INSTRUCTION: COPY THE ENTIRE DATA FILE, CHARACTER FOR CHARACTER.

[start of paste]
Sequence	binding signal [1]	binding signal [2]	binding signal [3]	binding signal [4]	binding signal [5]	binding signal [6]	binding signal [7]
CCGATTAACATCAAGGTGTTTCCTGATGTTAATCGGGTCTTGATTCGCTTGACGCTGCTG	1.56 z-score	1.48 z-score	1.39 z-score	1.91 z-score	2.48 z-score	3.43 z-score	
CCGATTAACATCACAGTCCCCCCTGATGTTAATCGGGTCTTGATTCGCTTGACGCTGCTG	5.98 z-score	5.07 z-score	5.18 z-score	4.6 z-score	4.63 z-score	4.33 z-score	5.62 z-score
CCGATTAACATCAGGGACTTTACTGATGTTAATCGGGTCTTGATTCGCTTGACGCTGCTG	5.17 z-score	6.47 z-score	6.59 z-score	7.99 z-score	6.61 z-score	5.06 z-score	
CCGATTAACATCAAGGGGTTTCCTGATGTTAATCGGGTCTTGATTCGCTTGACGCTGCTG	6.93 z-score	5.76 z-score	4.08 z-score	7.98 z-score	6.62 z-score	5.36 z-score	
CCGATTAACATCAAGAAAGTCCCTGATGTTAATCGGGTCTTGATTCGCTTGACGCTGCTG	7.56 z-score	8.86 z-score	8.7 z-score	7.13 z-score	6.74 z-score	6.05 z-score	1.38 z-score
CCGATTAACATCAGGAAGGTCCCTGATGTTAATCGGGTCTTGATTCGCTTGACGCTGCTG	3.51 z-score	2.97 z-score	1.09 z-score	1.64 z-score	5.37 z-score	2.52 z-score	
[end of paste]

Sequence	binding signal [1]	binding signal [2]	binding signal [3]	binding signal [4]	binding signal [5]	binding signal [6]	binding signal [7]
CCGATTAACATCAAGGTGTTTCCTGATGTTAATCGGGTCTTGATTCGCTTGACGCTGCTG	1.56 z-score	1.48 z-score	1.39 z-score	1.91 z-score	2.48 z-score	3.43 z-score	
CCGATTAACATCACAGTCCCCCCTGATGTTAATCGGGTCTTGATTCGCTTGACGCTGCTG	5.98 z-score	5.07 z-score	5.18 z-score	4.6 z-score	4.63 z-score	4.33 z-score	5.62 z-score
CCGATTAACATCAGGGACTTTACTGATGTTAATCGGGTCTTGATTCGCTTGACGCTGCTG	5.17 z-score	6.47 z-score	6.59 z-score	7.99 z-score	6.61 z-score	5.06 z-score	
CCGATTAACATCAAGGGGTTTCCTGATGTTAATCGGGTCTTGATTCGCTTGACGCTGCTG	6.93 z-score	5.76 z-score	4.08 z-score	7.98 z-score	6.62 z-score	5.36 z-score	
CCGATTAACATCAAGAAAGTCCCTGATGTTAATCGGGTCTTGATTCGCTTGACGCTGCTG	7.56 z-score	8.86 z-score	8.7 z-score	7.13 z-score	6.74 z-score	6.05 z-score	1.38 z-score
CCGATTAACATCAGGAAGGTCCCTGATGTTAATCGGGTCTTGATTCGCTTGACGCTGCTG	3.51 z-score	2.97 z-score	1.09 z-score	1.64 z-score	5.37 z-score	2.52 z-score	